Diabetes Details 6: The Basics
• Book signing tonight at 7:00 at Nicola’s Books in Ann Arbor. I’m sacrificing a tribble to the weather gods for a blizzard-free signing this time!
• This is why I shouldn’t be allowed to play with Photoshop. I end up making LJ icons and escalating the plotbunny wars. (Help yourself to the icon, if you’re interested.)
I realized that after five diabetes posts, I had yet to talk about the basics of the disease. Remember I’m not a doctor — everything that follows is based on my personal experiences and understanding.
For you non-diabetics out there, it works like so. You eat food. Your body breaks the food down into, among other things, glucose in your blood. Your pancreas secretes a hormone called insulin that allows you to use that glucose for energy and keeps the glucose in your blood at a normal, healthy level (around 100 mg/dl).
There are two types of diabetes (three if you include gestational). Type two is the most common. Your body makes too little insulin, or else your cells aren’t able to use it efficiently. A lower-carb diet can help, as do exercise and weight loss (your body might not produce enough insulin for 250 pounds, but could have enough for 175). There are meds that improve insulin absorption. In some cases, you also inject insulin to supplement what your body makes.
I’ve got type one diabetes, which means my pancreas is a lazy bastard that quit producing insulin altogether. Stupid pancreas. For me, the treatment is black and white: I either take insulin or else my blood sugar rises until I go into a coma and die. Type one is known as juvenile diabetes, giving folks the false impression that I got it as a child. (I was 24 when I was diagnosed. My blood sugar was over 600 mg/dl.)
I started with injections, taking a long-acting insulin shot to manage my baseline needs and short-acting insulin at meals. Because of the way I eat and live, I was taking 6 or 7 shots a day to keep things under control. So I switched to an insulin pump, which gives me a baseline insulin rate throughout the day and allows me to give myself more at the press of a button.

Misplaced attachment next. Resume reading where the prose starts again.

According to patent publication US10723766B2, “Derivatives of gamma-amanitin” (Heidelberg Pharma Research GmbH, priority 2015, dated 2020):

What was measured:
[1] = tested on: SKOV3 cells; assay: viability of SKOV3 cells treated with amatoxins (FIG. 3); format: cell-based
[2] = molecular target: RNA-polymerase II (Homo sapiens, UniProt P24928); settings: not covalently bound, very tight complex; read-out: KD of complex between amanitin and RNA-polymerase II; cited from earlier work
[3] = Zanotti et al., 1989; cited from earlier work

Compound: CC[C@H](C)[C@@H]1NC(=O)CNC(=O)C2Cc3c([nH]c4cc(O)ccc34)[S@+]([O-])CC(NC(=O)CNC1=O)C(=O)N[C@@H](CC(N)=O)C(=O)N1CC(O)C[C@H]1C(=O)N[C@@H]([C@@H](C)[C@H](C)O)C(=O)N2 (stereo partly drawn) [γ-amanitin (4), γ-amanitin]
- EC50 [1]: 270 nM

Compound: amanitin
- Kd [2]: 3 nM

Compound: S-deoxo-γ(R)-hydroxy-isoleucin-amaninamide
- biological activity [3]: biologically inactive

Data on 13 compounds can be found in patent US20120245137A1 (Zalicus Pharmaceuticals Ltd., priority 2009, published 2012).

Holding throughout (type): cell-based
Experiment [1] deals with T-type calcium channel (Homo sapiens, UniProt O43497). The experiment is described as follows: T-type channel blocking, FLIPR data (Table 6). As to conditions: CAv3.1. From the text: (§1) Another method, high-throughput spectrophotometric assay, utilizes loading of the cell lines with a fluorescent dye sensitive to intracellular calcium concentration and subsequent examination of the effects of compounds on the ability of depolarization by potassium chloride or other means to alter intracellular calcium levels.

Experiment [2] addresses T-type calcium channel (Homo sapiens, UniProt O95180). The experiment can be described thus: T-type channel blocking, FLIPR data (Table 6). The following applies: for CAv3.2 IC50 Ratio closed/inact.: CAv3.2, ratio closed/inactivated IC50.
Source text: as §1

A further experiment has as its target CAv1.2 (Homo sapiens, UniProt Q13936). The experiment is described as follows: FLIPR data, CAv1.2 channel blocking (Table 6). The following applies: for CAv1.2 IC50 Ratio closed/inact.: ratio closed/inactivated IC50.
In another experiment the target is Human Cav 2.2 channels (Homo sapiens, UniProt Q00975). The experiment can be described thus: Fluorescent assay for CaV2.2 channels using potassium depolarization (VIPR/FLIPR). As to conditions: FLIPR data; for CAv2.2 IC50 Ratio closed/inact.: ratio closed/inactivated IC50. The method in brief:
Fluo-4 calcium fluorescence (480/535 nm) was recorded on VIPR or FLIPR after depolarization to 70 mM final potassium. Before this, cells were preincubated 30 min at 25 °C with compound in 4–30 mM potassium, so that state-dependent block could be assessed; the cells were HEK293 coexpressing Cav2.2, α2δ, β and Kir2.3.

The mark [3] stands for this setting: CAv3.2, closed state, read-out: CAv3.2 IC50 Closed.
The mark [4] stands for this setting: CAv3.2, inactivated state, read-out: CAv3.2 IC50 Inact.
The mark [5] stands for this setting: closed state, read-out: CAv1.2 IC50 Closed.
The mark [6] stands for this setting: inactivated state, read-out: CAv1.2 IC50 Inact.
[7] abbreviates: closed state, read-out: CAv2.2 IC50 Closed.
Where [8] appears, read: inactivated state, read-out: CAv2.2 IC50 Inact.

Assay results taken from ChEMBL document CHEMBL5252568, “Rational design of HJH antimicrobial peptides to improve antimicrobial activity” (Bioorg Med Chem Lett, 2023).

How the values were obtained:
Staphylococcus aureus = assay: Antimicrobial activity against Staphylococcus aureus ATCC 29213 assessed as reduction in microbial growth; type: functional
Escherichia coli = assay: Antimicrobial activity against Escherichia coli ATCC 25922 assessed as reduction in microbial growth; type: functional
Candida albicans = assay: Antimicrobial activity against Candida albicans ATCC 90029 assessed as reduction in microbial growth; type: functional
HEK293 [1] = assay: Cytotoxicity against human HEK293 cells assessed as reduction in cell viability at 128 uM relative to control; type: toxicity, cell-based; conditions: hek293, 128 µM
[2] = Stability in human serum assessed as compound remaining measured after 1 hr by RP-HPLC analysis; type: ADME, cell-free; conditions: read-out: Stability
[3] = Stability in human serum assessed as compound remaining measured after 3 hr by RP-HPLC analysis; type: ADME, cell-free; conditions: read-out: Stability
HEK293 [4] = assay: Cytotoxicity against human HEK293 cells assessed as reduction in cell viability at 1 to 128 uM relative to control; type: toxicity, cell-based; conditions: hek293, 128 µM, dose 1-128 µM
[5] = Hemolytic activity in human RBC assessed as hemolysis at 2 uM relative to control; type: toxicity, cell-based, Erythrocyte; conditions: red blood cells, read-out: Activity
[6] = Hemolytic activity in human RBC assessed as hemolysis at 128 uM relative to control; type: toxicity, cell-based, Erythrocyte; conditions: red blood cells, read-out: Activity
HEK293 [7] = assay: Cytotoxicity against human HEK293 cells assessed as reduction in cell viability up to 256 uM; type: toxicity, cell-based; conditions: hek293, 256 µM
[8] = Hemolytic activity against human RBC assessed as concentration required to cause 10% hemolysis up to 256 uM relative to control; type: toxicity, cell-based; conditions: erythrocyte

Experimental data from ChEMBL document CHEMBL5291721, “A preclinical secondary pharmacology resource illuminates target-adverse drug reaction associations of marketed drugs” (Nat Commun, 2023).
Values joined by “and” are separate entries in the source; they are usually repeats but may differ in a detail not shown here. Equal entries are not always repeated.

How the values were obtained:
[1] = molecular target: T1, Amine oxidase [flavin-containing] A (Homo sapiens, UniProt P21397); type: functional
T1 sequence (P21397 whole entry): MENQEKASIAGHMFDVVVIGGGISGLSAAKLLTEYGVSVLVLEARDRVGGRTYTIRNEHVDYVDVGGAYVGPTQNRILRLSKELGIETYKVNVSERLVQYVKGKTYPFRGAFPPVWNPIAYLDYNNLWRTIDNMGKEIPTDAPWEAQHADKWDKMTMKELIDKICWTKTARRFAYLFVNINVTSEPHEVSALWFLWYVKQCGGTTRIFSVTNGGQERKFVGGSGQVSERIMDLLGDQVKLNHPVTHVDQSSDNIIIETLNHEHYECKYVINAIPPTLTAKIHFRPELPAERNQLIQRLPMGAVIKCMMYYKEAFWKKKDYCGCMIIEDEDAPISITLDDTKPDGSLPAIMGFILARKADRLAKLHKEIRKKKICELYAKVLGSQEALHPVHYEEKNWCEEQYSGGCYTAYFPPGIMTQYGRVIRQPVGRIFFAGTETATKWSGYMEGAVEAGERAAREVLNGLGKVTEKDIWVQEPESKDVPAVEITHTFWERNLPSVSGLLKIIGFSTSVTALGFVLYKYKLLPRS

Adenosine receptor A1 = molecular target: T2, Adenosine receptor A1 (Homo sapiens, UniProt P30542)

When I eat, I guesstimate the amount of glucose I’ll be getting from that meal and take insulin to match. I check my blood sugar levels about two hours after each meal. Too high, I take more insulin. Too low, I snack. (If you see me acting drunk and confused, shove some carbs my way.)
What this means, among other things, is I can eat whatever the heck I want, as long as I take the insulin to cover it. I get cranky when people tell me what I can and can’t eat. Yes, I had a donut yesterday. I also took more insulin and checked my blood sugar an extra time.
I do adjust my diet somewhat to keep things manageable. For example, I switched to diet pop because diet has zero carbs, meaning I can drink it without worrying about taking insulin. On the other hand, when I was first diagnosed, I did extensive “research” to figure out exactly how much insulin I needed to cover a hot fudge sundae (2.5 to 3 units of regular insulin plus 1 unit of long-acting). So when you ask what I’m allowed to eat, the answer is anything I want, so long as I’m keeping the disease under control.
I was going to get into the consequences when the disease gets out of control, but this is getting long, so I think I’ll save that for next time.
I’m very open about all this, so feel free to ask questions. You can also click the “diabetes” tag if you want to read any of my earlier posts about the disease.
December 17, 2009 @ 11:52 pm
Thank you for sharing such a personal post.
I was recently diagnosed with diabetes. Luckily it was at the beginning and I’ve cut out all sugar and (for now) do not have to take medication and (hopefully) if I keep up with the exercise and proper diet I can keep it from getting to the insulin level. Still have to prick-my-finger and record my blood sugar level every day.
PS – Having Diabetes sucks around Easter time as I love chocolate.
Jim C. Hines
December 18, 2009 @ 7:57 am
I feel your pain. I was diagnosed on Halloween day back in ’98, which means as we were going through the hospital, pretty much every desk we passed had a bowl full of Halloween candy. Rude!
Very glad to hear you’ve been able to get things under control, and that you’re taking care of it. It’s a pain in the ass sometimes, but having seen folks who neglected the disease, it’s definitely better to stay on top of it.